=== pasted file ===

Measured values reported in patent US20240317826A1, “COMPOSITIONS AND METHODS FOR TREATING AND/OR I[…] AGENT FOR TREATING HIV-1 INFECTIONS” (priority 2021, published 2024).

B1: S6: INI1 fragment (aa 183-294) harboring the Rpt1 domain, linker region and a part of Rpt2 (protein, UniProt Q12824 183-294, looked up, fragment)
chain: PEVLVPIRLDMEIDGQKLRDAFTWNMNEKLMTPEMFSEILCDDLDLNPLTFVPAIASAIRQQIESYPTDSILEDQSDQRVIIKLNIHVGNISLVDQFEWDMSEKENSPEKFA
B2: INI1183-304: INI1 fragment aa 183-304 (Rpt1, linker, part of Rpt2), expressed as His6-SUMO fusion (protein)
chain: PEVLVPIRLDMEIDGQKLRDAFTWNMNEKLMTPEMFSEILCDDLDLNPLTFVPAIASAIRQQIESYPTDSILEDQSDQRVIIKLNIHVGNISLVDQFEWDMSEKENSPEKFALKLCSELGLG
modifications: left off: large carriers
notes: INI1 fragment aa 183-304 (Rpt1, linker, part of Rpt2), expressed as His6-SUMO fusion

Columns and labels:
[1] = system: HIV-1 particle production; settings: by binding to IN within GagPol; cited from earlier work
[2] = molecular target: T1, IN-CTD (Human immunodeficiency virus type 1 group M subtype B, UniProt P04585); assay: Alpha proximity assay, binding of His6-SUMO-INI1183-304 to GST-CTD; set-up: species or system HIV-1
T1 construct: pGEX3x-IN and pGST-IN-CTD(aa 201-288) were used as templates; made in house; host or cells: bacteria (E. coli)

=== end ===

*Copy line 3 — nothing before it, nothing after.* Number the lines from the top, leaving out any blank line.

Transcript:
chain: PEVLVPIRLDMEIDGQKLRDAFTWNMNEKLMTPEMFSEILCDDLDLNPLTFVPAIASAIRQQIESYPTDSILEDQSDQRVIIKLNIHVGNISLVDQFEWDMSEKENSPEKFA